That Disease I Have
The pain started when I was 13. My irregular periods were long, painful and not eased by pain killers. As years went by, the issues progressed until I was in excruciating pain almost daily. I would bleed for 60 days at a time and then not again for three months. The stabbing pain plagued my back, abdomen and uterus but hey, everyone "has cramps," right? Um... not like this. I knew something was wrong but my complaints were usually just perceived as the overreaction of a hormonal girl.
I began seeing different OB/GYNs in hopes that someone could give me answers. After multiple types of birth control, pelvic exams, ultrasounds and sonograms, I had been given everything from the possibility of ovarian cancer to "just bad periods." As you can imagine, I was starting to get (more than slightly) irritated and decided to research for myself. The symptoms continued to line up with one word: endometriosis, a chronic disease in which the endometrial lining grows outside of the uterus. I had literally no clue how it was pronounced so I did the obvious.... printed out the Google search and brought it to my next appointment.
One doctor insisted that because I was young and healthy, it didn't make sense that I would have endo. I told her that I wanted the surgery. If she wasn't going to perform it, I would find someone who would. A few weeks later, I had the laparoscopy.
I woke in the recovery room with the diagnosis of stage two endometriosis and 27 places of burned lining in my body. [The stages (1-4) are not classified by pain experienced but the amount of adhesions present.] Here's the problem, the diagnosis only left me with questions. I went home from that surgery with no information, no expectations, no resources and no clue what to do next.
You see, although endo affects 176 million women worldwide (1 in 10 females in the US), it is one of the most under-researched issues in women's health. In addition to being one of the leading causes of infertility, the symptoms of pain and fatigue loom over women in different extremes. There is no known cause of endo and contrary to popular belief, it is not even promised to be cured by hysterectomy. Oddly enough, most things I know about endo, I found on my own. I read journal after blog after medical study until I understood what my diagnosis meant.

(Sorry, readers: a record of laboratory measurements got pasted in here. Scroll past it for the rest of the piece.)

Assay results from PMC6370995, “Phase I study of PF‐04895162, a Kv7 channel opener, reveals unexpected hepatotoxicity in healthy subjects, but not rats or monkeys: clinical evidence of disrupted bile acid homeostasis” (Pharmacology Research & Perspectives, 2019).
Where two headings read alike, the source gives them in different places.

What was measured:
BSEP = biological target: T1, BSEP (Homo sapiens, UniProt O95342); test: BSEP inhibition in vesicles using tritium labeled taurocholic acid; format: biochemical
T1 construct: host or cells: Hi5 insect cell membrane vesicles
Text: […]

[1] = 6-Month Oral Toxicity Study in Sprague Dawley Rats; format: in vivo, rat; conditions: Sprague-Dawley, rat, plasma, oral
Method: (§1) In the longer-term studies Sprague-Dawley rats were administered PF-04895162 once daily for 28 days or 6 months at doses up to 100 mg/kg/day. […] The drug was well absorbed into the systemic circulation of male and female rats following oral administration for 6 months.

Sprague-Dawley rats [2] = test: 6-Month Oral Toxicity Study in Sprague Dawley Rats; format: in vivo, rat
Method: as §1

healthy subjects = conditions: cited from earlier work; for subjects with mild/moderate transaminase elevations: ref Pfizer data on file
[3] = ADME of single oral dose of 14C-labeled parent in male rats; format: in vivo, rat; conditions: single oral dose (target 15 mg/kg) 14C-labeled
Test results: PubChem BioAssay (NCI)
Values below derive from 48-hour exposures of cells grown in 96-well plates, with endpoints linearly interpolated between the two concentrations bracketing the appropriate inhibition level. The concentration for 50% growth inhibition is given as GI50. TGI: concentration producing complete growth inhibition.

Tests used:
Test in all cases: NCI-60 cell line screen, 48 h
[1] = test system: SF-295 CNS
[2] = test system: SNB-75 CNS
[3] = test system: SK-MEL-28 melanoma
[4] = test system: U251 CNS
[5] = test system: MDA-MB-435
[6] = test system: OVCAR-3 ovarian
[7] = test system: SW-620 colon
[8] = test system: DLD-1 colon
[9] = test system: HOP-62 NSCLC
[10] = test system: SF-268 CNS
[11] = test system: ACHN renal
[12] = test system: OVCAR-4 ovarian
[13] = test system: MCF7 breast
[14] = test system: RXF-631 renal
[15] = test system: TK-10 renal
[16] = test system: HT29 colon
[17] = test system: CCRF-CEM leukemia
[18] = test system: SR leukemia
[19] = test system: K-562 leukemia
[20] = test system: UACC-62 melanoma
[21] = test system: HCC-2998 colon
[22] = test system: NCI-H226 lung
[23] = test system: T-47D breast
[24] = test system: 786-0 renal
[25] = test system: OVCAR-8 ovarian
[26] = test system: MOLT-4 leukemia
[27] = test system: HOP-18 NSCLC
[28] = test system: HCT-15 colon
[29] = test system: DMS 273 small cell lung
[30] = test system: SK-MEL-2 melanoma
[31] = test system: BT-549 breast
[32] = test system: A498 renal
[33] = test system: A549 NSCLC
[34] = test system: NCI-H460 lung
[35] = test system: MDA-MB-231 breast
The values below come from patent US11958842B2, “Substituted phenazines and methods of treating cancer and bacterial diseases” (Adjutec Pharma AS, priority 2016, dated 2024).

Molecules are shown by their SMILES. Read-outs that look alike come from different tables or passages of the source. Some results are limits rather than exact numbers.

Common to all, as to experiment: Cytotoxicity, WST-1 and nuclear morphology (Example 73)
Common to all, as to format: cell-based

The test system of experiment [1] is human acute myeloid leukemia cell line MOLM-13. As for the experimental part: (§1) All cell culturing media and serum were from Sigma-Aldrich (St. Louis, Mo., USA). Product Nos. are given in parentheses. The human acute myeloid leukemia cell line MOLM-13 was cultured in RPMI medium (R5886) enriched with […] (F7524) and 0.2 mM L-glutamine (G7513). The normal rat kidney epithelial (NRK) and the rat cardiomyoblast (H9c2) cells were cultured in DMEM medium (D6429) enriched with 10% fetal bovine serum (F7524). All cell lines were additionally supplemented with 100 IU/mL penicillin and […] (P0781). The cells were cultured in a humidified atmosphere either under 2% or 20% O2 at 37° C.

Most women don't have the luxury of getting answers as early as I did. On average, women will go through seven doctors and ten diagnosis before receiving the correct one. That's more than slightly crazy.
After my surgery several years ago, I got an IUD in hopes of keeping away endometrial lining. Just few weeks ago, after months of intense pain, I went in to find that the IUD had turned almost 180 degrees inside my uterus and that I have an ovarian cyst on my right ovary. Fun times.
I'm not going to sit here and tell you that having this disease is easy. Because it's not. Most people don't know it exists or don't like to talk about it because it seems bizarre for whatever reason. BUT, I'm also not going to let it control my life or throw myself a pity party. In my hopelessness and fearful thoughts, I know that that Jesus is greater. Endometriosis is just something I have, not who I am. I believe in living a life that is full and beautiful despite the thorns.
S I D E N O T E //
- If you know someone that has symptoms of endo (which can start as soon as puberty hits), encourage them to have a laparoscopy. It's the only way to diagnose and temporarily ease some of the pain.
- Don't think the pain is less real because someone "looks good on the outside."
- Each woman struggles with endo differently. Some don't find out about it until their hysterectomy at 50, others can't work due to the intensity of their symptoms.